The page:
Penn Entertainment’s ESPN Bet Now Live, Changes for Hollywood Online Casino
ESPN Bet, the long-awaited online sportsbook from Penn Entertainment, is now live in 17 U.S. states, according to a press release from the operator.
This launch comes months after Penn acquired the license to ESPN, the veteran sports media brand. Before that, it was required to ditch its previous Barstool Sportsbook license, which it had only finished buying earlier this year.
The new ESPN Bet platform is now accessible for mobile wagering on iOS and Android devices and via its desktop website.
The launch also contained news for Penn’s existing Barstool Sportsbook Casino in regulated U.S. online casino states like Michigan, New Jersey, and West Virginia.
The brand will now close, to be replaced by Hollywood Online Casino, which will be fully integrated into the ESPN Bet app.
In the Pennsylvania online casinos market — where Hollywood Online Casino is an especially popular operation — the Hollywood Casino.com website will close, with customers now only able to access the platform through the ESPN Bet app.
“We’re extremely proud to introduce ESPN BET and look forward to delivering an exceptional customer experience to fans across the U.S.,” said Jay Snowden, CEO & president, PENN Entertainment, in a press release.
ESPN Bet’s Expansion and Strategy
The popular sports broadcaster’s branded sportsbook is now available for online sports betting in Arizona, Colorado, Illinois, Indiana, Iowa, Kansas, Kentucky, Louisiana, Maryland, Massachusetts, Michigan, New Jersey, Ohio, Pennsylvania, Tennessee, Virginia and West Virginia.
Penn’s online casino offering is now also integrated within ESPN Bet, accessible via mobile and web under the Hollywood Casino brand. It is now available to fans of online casinos in Michigan, New Jersey, Pennsylvania, and West Virginia
This integration is part of Penn’s strategy to leverage its extensive portfolio of U.S. casino venues, which includes 43 Hollywood Casino properties across 20 states.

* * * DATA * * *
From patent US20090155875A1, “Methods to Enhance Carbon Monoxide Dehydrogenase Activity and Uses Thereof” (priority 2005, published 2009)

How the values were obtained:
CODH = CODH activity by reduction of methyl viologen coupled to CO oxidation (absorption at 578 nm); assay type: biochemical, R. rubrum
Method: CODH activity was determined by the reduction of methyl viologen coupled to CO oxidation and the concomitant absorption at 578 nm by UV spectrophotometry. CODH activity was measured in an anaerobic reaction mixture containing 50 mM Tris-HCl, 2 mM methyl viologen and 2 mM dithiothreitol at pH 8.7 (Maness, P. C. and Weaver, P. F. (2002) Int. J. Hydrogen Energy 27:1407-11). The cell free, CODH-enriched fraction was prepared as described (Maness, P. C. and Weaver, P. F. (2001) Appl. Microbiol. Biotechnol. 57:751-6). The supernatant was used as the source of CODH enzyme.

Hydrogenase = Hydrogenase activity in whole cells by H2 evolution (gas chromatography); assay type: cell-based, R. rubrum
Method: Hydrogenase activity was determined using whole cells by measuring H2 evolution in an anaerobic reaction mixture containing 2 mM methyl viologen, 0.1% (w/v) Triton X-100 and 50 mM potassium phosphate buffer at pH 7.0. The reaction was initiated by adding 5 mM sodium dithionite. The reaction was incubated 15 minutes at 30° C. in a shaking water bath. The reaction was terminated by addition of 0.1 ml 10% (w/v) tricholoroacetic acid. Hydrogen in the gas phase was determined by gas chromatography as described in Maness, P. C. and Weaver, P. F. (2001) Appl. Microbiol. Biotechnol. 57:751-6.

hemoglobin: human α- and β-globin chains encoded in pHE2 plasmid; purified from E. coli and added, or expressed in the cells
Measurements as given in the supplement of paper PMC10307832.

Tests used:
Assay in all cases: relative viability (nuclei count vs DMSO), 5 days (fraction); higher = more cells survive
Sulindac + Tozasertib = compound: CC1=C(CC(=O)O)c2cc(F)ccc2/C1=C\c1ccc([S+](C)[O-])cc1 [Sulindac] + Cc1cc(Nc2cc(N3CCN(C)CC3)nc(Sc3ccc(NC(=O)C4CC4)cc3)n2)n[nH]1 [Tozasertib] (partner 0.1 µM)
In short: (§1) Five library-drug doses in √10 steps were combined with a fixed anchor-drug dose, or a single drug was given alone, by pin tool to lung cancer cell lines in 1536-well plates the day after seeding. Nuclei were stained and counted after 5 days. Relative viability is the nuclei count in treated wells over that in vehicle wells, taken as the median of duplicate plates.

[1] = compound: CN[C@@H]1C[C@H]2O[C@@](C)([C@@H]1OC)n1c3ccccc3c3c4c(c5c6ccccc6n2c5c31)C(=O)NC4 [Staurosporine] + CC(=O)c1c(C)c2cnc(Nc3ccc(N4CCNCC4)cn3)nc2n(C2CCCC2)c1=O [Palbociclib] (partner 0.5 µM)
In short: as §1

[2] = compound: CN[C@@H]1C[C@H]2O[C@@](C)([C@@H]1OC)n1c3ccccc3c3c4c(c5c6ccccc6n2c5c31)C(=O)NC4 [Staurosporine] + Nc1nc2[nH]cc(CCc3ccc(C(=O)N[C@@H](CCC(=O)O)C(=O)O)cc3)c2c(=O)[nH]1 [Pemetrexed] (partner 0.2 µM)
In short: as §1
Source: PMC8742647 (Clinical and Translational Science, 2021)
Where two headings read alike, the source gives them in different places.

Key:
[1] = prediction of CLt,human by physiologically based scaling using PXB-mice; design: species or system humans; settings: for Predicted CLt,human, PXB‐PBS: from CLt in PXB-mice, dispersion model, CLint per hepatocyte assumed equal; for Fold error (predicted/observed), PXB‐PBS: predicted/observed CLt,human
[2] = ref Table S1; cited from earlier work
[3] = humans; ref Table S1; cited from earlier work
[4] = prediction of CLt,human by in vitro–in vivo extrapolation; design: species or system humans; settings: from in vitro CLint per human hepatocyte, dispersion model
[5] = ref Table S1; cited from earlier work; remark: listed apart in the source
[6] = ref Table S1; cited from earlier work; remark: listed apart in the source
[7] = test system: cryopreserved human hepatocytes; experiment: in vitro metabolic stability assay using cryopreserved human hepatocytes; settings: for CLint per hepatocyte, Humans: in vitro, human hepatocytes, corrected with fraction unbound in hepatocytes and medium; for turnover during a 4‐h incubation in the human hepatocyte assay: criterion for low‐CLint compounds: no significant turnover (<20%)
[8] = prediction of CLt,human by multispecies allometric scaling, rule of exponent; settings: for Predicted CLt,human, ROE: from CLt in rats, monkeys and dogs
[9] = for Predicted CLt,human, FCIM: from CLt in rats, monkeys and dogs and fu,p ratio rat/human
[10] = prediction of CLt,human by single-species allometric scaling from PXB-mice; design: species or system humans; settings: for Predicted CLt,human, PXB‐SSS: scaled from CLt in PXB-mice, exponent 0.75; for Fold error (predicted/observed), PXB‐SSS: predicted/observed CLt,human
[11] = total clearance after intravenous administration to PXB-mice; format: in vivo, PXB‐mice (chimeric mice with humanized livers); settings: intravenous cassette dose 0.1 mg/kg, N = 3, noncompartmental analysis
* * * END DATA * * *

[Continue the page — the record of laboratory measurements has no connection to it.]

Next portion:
The acquisition of the hugely popular Connecticut-based ESPN brand, one of the biggest names in global and U.S. sports media, is a big gamble for Penn. But it is one that could have a huge payoff.
There is risk involved in shedding Barstool Sportsbook, which — although it had its fans — had not exactly set the U.S. sports betting world alight.
In late 2020, Penn acquired 36% of Barstool Sports to use the brand for its sportsbook. Earlier this year, it purchased the remaining 64% of the Massachusetts-based sports media brand for $488 million.
Just months later, it sold the entire Barstool Sports brand and media division back to its controversial founder, Dave Portnoy, for a reported $1 fee.
The new big bet on ESPN by Penn has to pay off for the operator after losing hundreds of millions on Barstool.
Changes at Hollywood Casino
As part of the launch, the Hollywood Casino website and standalone mobile application will soon be discontinued, transitioning its online casino products to the ESPN Bet platform.
Penn plans to integrate its online casino platform into the ESPN Bet app and website in the coming weeks.
HollywoodCasino.com has been operational since its debut in Pennsylvania in 2018, and is also active in Michigan and West Virginia.
The online casino platform’s accounts will be closed on December 14, 2023, with players encouraged to withdraw their funds beforehand.
Penn Entertainment and ESPN Could Be Powerful Combo
Penn Entertainment, originally known as Penn National Gaming, acquired the Hollywood Casino Corporation in 2003 for $328 million and $360 million in assumed debt.
Hollywood Casino Corporation, a Texas-based gaming operator, owned and managed three riverboats at the time of acquisition. Today, Penn Entertainment has an expansive portfolio, and is one of the U.S. biggest gambling operators.
Speculation among sector experts is that ESPN Bet, if managed correctly, could leverage ESPN’s massive audience to big success. Alongside Fanatics Sportsbook, the sports merchandiser with a similarly massive existing audience, it could become the biggest challenger to the dominant FanDuel and DraftKings.
Concerns for Penn could include the involvement of the notoriously capricious Disney, who own ESPN, and potential confusion over sports personalities offering betting tips during ESPN broadcasts.
Presumably, not all bettors will be aware that ESPN is only licensing the brand and not directly involved in the sportsbook’s operation, as Penn stressed last month to regulators for Massachusetts sports betting.
If this is the case, bettors could incorrectly assume that ESPN hosts offering tips have either an ulterior motive or inside information on the bet. Neither of which is a particularly good thing, especially with today’s social media rumor mill.
However, ESPN’s millions of fans and strong market presence could easily see bettors embrace the sportsbook wholeheartedly, propelling it to challenge the top of the market.
“Our successful launch is the culmination of months of hard work across both teams and we could not be more excited to roll out ESPN BET in partnership with ESPN. Penn’s operational excellence, paired with ESPN’s unmatched brand and reach, is a powerful combination that will drive this compelling new sportsbook,” said Snowden.